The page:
Buying insurance can sometimes seem costly, but it is also something that a homeowner can’t afford to be without. In fact, in most cases where a mortgage exists on the property, the homeowner will be required to carry a minimum amount of coverage on the house. For your own benefit, you should be sure that you have an adequate amount of coverage in the unfortunate event of a disaster.
The first thing to consider when choosing how much coverage you need is to figure out what it would cost to build your house (not including the cost of land) if it had to be reconstructed from scratch, according to Insurance.FreeAdvice.com.
If you built your own home, do not assume that the amount it cost to build the structure several years ago would be the same as it is today. For example,if you built the home for $125,000 a decade ago and decided that $125,000 was sufficient coverage, a total loss payout of that amount will likely cover the cost of a far smaller house than what you have now. Speak to an expert in home construction and ask what it would take to build a replica of your home, then add a little to that for inflation in the coming years.
One of the most devastating things about the total loss of a home is often the destruction of its irreplaceable contents: family photos and videos, an antique table that has been passed down through generations, or maybe your child’s first baseball trophy. While these items cannot be replaced, many other items can be.
According to Insurance.FreeAdvice.com, you should take an inventory of items such as furniture, jewelry, electronics, paintings and expensive clothing such as jackets or furs, and take photos of these items. Burn the photos onto a CD and store the CD somewhere outside your home, or upload the photos to a photo storage website. Many insurance companies will assume the content value to be half of the total value of the house itself, which you may feel is too much or too little. Try to be accurate so that you can replace the majority of your contents without paying unnecessarily high deductibles.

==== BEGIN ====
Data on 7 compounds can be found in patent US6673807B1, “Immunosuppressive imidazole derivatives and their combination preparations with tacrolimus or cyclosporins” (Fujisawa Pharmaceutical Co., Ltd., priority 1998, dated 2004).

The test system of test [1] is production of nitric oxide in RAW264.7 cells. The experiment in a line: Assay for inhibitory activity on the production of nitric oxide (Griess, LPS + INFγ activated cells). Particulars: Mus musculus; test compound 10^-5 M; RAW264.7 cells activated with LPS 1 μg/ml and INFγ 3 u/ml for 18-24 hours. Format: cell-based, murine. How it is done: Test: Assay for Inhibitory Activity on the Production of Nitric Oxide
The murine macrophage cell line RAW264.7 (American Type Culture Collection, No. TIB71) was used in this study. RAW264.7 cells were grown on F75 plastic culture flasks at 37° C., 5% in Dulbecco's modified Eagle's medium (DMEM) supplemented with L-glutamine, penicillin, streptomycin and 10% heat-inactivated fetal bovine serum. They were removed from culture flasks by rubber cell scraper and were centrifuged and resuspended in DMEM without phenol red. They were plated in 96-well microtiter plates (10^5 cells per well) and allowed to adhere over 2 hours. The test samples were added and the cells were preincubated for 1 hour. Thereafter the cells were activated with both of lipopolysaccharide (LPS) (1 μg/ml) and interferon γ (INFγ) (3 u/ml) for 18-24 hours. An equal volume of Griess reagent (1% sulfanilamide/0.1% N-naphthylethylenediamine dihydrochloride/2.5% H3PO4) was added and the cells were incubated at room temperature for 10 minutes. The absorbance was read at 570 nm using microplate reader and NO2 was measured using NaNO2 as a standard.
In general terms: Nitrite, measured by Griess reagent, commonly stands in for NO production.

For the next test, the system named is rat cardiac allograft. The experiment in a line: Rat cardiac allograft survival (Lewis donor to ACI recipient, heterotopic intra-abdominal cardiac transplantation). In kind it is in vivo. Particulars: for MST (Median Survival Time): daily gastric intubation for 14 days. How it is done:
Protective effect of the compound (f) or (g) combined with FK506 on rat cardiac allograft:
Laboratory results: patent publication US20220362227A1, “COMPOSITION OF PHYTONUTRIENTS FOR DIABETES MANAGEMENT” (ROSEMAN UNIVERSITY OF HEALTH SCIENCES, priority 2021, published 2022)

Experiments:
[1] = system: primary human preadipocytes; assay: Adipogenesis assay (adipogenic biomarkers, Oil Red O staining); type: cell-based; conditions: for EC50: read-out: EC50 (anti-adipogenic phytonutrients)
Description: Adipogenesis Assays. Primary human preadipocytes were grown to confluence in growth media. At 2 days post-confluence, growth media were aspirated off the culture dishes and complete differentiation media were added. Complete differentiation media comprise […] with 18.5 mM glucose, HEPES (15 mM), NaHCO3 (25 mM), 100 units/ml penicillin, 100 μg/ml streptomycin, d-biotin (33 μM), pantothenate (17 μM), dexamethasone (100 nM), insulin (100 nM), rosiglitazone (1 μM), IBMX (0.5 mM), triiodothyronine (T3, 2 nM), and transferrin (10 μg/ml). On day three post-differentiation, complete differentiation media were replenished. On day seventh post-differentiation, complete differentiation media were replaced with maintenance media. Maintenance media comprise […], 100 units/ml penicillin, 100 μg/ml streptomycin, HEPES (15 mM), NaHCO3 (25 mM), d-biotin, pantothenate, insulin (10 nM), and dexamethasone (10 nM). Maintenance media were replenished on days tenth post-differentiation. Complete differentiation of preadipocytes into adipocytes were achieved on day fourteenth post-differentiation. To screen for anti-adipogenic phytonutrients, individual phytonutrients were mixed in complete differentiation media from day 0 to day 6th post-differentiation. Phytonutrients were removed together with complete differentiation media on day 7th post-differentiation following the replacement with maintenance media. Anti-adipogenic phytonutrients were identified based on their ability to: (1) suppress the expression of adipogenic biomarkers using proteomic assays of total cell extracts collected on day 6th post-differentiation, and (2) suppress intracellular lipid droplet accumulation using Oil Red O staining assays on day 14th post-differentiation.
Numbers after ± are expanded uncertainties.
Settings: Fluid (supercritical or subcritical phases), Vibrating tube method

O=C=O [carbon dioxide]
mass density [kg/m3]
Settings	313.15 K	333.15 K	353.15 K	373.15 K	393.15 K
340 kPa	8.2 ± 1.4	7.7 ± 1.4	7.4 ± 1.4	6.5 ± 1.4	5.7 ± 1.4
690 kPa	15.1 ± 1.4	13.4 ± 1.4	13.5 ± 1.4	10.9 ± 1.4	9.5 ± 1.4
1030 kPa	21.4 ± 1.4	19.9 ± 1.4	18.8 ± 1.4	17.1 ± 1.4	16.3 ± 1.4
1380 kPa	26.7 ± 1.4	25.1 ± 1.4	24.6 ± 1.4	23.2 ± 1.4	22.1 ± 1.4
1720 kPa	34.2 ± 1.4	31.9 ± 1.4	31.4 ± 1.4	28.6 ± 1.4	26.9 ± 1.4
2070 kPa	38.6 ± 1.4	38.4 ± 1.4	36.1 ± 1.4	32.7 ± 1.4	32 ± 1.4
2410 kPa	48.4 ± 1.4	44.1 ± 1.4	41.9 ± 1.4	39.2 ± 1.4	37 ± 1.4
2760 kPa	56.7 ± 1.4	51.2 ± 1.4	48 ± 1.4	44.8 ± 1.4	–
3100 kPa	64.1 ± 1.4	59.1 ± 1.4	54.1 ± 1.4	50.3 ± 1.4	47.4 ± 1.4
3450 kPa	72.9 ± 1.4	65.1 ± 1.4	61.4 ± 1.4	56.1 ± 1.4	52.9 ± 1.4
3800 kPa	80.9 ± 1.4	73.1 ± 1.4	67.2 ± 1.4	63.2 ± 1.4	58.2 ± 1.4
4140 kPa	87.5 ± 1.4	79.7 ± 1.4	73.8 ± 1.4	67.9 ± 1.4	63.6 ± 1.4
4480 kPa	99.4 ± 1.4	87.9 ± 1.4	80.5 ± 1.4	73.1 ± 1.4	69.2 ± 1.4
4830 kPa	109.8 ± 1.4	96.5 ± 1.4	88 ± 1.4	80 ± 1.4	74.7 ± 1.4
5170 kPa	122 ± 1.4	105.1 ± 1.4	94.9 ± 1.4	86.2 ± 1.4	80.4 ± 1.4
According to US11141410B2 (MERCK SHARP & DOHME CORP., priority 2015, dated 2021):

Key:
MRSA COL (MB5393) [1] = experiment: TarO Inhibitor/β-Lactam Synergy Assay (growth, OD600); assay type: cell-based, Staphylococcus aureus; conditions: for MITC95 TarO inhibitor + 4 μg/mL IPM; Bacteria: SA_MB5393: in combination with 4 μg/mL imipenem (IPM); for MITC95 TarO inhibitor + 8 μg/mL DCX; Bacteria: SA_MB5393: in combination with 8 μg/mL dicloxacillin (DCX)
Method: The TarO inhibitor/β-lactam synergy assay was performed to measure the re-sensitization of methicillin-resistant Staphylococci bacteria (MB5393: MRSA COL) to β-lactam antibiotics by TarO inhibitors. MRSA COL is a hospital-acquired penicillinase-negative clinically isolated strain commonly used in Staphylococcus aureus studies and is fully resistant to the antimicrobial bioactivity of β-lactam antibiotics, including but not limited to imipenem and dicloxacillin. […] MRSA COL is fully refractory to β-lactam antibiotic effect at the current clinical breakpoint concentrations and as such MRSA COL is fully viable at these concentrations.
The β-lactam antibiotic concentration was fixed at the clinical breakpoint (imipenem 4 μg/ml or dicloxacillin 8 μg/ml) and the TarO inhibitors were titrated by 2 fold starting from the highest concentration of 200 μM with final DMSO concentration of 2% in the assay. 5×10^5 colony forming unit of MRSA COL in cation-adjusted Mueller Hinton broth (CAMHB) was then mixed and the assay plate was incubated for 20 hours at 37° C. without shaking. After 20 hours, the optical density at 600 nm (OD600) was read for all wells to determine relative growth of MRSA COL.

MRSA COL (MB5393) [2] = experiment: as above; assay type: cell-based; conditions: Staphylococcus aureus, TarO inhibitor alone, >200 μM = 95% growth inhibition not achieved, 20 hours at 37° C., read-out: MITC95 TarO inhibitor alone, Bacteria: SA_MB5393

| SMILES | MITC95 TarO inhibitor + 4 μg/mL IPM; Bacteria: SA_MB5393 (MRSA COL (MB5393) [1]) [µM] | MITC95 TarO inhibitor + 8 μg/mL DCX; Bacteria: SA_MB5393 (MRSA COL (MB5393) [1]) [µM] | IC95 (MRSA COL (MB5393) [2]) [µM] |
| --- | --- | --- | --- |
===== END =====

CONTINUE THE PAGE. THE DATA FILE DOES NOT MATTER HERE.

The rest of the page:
In some cases you may want to include a portion of insurance coverage for temporary housing expenses. If your home is damaged by fire, flood or another weather event that renders it unlivable for a period of time, you should be able to rest easy knowing that the expense of a hotel, meals or other living expenses is covered.
Depending on the extent of damage to your home, you could be displaced for anywhere from a few days to several weeks until alternate housing is available. While this too will increase premiums, it also will ensure that your family will not suffer any excessive financial hardships if you are forced into this situation.
Personal excess liability insurance, also known as “umbrella” insurance, will protect your assets in the event of injuries to someone else on your property or judgments against you that are above what is built into your policy. If you have substantial assets, you may want to add $1 million or more of umbrella insurance that covers your home and automobiles in the event you are sued. According to MetLife, $1 million of umbrella insurance can cost as little as $200 per year.
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